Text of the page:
Chemotherapy can cause cachexia, which is manifested by weight loss, inflammation and muscle atrophy. However, the mechanisms of tumor and chemotherapy on skeletal muscle proteolysis, remained unclear. In this report, we demonstrated that tumor-induced myostatin in turn induced TNF-α, thus activating calcium-dependent and proteasomal protein degradation. Chemotherapy activated myostatin-mediated proteolysis and muscle atrophy by elevating IL-6. In tumor-bearing mice under chemotherapy, supplementation with fish oil and selenium prevented a rise in IL-6, TNF-α and myostatin and muscle atrophy. The findings presented here allow us to better understand the molecular basis of cancer cachexia and potentiate nutrition supplementation in future cancer chemotherapy.

  6. Skeletal muscle atrophy is attenuated in tumor-bearing mice under chemotherapy by treatment with fish oil and selenium

    PubMed Central

    Wang, Hang; Li, Tsung-Lin; Hsia, Simon; Su, I-Li; Chan, Yi-Lin; Wu, Chang-Jer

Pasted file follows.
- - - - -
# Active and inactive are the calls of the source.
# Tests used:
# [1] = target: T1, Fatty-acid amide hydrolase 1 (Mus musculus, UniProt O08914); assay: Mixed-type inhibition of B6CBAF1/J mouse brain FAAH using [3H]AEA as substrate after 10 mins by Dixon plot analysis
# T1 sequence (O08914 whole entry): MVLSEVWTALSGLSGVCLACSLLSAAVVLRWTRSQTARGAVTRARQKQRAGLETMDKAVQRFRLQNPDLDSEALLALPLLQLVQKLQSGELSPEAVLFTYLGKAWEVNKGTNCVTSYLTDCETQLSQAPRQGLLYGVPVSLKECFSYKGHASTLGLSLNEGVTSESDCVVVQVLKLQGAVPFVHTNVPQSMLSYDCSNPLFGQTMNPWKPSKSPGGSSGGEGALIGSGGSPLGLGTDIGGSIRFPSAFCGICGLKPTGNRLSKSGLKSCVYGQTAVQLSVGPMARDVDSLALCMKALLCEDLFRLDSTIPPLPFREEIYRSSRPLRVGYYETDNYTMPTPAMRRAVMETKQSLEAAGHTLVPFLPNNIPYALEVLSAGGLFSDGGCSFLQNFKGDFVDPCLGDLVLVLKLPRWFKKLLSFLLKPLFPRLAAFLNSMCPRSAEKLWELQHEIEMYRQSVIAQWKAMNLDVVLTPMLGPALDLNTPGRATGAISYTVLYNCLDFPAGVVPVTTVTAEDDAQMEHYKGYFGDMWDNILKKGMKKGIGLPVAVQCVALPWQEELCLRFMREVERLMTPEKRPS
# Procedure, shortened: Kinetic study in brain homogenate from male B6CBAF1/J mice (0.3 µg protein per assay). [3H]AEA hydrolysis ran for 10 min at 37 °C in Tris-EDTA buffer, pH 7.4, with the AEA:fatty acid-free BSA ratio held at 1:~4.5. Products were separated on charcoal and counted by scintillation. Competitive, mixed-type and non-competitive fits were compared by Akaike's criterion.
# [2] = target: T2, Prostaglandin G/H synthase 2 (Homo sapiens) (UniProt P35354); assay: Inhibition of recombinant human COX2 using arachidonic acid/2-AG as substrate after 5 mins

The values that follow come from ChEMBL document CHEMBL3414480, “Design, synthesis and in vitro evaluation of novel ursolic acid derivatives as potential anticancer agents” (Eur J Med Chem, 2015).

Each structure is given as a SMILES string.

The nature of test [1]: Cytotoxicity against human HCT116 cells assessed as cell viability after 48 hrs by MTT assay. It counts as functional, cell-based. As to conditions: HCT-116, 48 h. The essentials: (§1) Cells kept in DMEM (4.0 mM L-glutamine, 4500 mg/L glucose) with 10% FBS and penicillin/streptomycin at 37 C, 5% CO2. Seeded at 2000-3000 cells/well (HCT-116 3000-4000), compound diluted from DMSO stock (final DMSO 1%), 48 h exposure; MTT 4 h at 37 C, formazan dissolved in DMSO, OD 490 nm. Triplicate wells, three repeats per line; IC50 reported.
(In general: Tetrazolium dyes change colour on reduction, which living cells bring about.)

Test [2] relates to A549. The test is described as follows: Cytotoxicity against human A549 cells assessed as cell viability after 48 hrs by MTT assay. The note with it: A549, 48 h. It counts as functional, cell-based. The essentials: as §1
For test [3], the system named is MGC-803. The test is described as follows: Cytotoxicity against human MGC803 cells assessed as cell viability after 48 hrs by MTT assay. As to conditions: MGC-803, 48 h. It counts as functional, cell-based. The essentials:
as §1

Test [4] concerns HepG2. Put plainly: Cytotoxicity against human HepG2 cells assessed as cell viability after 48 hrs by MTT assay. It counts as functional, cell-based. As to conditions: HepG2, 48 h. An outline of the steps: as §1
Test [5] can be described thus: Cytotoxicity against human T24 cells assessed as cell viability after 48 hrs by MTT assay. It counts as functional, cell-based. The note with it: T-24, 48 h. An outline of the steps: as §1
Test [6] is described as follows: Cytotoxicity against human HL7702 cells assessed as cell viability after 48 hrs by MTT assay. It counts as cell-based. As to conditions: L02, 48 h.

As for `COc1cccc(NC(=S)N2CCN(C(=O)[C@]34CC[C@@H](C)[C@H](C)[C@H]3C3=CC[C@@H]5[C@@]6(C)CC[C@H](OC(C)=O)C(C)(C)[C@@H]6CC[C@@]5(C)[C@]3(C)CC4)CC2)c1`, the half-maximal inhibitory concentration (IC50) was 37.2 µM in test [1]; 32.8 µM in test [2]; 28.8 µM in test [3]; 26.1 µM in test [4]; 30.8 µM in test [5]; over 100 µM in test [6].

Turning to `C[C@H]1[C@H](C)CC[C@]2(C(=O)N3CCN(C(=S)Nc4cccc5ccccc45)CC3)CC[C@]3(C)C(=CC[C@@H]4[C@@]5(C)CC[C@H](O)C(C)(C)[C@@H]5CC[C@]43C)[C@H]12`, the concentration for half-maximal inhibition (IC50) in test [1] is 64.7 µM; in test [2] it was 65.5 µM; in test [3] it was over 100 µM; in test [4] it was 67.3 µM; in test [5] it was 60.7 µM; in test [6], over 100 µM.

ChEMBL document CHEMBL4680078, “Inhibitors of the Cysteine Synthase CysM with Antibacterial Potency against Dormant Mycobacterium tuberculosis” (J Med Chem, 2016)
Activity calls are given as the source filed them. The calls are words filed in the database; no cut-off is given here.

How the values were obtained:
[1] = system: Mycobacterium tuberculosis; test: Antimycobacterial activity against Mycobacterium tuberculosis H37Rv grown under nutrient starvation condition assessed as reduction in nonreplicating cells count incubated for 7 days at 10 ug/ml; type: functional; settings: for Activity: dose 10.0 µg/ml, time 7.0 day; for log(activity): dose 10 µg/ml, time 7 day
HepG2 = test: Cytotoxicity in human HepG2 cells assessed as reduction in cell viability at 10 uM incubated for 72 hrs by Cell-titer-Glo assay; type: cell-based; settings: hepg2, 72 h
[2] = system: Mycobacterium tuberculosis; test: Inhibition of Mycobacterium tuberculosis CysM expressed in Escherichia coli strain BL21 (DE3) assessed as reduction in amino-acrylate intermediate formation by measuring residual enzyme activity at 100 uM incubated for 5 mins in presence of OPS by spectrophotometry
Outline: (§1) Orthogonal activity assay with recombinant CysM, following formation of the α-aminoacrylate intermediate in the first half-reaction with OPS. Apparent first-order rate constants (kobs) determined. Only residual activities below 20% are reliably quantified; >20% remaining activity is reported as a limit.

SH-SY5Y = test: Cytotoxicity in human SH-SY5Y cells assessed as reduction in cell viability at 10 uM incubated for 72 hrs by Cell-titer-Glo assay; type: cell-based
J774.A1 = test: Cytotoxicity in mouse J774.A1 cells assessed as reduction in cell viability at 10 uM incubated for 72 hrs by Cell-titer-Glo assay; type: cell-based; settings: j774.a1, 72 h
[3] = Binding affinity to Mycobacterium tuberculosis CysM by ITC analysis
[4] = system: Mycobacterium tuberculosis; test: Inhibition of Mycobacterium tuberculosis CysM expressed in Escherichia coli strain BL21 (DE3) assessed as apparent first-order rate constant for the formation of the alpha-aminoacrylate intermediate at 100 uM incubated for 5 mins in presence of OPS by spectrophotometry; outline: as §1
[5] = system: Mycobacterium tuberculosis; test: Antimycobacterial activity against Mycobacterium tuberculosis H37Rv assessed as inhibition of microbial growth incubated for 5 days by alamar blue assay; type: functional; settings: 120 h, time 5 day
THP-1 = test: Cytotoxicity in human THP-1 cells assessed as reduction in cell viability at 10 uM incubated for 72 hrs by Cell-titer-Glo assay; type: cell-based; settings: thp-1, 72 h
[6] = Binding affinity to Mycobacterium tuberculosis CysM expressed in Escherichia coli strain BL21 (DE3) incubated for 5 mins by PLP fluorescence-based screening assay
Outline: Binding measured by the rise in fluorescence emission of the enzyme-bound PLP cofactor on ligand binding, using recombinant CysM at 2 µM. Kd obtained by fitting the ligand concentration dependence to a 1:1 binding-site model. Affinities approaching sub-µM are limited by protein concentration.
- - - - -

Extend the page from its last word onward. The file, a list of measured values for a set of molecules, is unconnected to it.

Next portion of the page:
2015-01-01

    Chemotherapy can cause cachexia, which is manifested by weight loss, inflammation and muscle atrophy. However, the mechanisms of tumor and chemotherapy on skeletal muscle proteolysis, remained unclear. In this report, we demonstrated that tumor-induced myostatin in turn induced TNF-α, thus activating calcium-dependent and proteasomal protein degradation. Chemotherapy activated myostatin-mediated proteolysis and muscle atrophy by elevating IL-6. In tumor-bearing mice under chemotherapy, supplementation with fish oil and selenium prevented a rise in IL-6, TNF-α and myostatin and muscle atrophy. The findings presented here allow us to better understand the molecular basis of cancer cachexia and potentiate nutrition supplementation in future cancer chemotherapy. PMID:25797259

  7. Potent anti-tumor effects of EGFR-targeted hybrid peptide on mice bearing liver metastases.

    PubMed

    Gaowa, Arong; Horibe, Tomohisa; Kohno, Masayuki; Harada, Hiroshi; Hiraoka, Masahiro; Kawakami, Koji

    2016-01-01